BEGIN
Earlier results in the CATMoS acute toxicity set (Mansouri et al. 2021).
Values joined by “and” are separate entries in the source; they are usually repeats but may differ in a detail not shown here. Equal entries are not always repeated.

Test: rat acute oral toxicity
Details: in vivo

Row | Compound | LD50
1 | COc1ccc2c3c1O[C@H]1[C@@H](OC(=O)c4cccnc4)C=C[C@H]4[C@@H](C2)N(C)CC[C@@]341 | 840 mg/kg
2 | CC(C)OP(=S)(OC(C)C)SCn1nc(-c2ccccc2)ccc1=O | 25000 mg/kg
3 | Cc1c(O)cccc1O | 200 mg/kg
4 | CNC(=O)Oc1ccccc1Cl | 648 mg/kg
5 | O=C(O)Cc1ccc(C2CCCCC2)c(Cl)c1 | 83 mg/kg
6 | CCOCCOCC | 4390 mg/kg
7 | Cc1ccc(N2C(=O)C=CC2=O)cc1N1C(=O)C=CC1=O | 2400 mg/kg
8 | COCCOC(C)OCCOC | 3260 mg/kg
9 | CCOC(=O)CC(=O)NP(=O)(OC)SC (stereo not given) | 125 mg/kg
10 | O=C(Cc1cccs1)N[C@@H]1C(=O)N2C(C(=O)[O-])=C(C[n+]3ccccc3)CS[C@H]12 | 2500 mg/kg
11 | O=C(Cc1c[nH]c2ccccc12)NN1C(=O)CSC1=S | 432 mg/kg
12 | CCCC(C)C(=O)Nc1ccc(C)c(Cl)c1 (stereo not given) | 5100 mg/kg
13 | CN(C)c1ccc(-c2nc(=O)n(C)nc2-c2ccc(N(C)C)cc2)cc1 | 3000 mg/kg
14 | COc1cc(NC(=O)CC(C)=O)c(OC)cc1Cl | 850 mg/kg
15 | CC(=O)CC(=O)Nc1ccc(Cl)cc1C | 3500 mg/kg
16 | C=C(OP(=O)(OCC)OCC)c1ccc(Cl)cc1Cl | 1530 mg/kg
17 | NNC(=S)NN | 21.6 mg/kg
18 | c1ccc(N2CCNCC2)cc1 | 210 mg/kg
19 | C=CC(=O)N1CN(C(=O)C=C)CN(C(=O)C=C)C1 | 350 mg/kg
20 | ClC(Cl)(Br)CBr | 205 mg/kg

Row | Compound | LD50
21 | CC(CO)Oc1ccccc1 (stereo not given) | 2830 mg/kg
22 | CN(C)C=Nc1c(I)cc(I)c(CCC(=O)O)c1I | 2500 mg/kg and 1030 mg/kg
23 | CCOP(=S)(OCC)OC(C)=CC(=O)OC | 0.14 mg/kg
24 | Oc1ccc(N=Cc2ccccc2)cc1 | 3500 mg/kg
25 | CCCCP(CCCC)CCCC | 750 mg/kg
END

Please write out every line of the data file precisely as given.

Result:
Earlier results in the CATMoS acute toxicity set (Mansouri et al. 2021).
Values joined by “and” are separate entries in the source; they are usually repeats but may differ in a detail not shown here. Equal entries are not always repeated.

Test: rat acute oral toxicity
Details: in vivo

Row | Compound | LD50
1 | COc1ccc2c3c1O[C@H]1[C@@H](OC(=O)c4cccnc4)C=C[C@H]4[C@@H](C2)N(C)CC[C@@]341 | 840 mg/kg
2 | CC(C)OP(=S)(OC(C)C)SCn1nc(-c2ccccc2)ccc1=O | 25000 mg/kg
3 | Cc1c(O)cccc1O | 200 mg/kg
4 | CNC(=O)Oc1ccccc1Cl | 648 mg/kg
5 | O=C(O)Cc1ccc(C2CCCCC2)c(Cl)c1 | 83 mg/kg
6 | CCOCCOCC | 4390 mg/kg
7 | Cc1ccc(N2C(=O)C=CC2=O)cc1N1C(=O)C=CC1=O | 2400 mg/kg
8 | COCCOC(C)OCCOC | 3260 mg/kg
9 | CCOC(=O)CC(=O)NP(=O)(OC)SC (stereo not given) | 125 mg/kg
10 | O=C(Cc1cccs1)N[C@@H]1C(=O)N2C(C(=O)[O-])=C(C[n+]3ccccc3)CS[C@H]12 | 2500 mg/kg
11 | O=C(Cc1c[nH]c2ccccc12)NN1C(=O)CSC1=S | 432 mg/kg
12 | CCCC(C)C(=O)Nc1ccc(C)c(Cl)c1 (stereo not given) | 5100 mg/kg
13 | CN(C)c1ccc(-c2nc(=O)n(C)nc2-c2ccc(N(C)C)cc2)cc1 | 3000 mg/kg
14 | COc1cc(NC(=O)CC(C)=O)c(OC)cc1Cl | 850 mg/kg
15 | CC(=O)CC(=O)Nc1ccc(Cl)cc1C | 3500 mg/kg
16 | C=C(OP(=O)(OCC)OCC)c1ccc(Cl)cc1Cl | 1530 mg/kg
17 | NNC(=S)NN | 21.6 mg/kg
18 | c1ccc(N2CCNCC2)cc1 | 210 mg/kg
19 | C=CC(=O)N1CN(C(=O)C=C)CN(C(=O)C=C)C1 | 350 mg/kg
20 | ClC(Cl)(Br)CBr | 205 mg/kg

Row | Compound | LD50
21 | CC(CO)Oc1ccccc1 (stereo not given) | 2830 mg/kg
22 | CN(C)C=Nc1c(I)cc(I)c(CCC(=O)O)c1I | 2500 mg/kg and 1030 mg/kg
23 | CCOP(=S)(OCC)OC(C)=CC(=O)OC | 0.14 mg/kg
24 | Oc1ccc(N=Cc2ccccc2)cc1 | 3500 mg/kg
25 | CCCCP(CCCC)CCCC | 750 mg/kg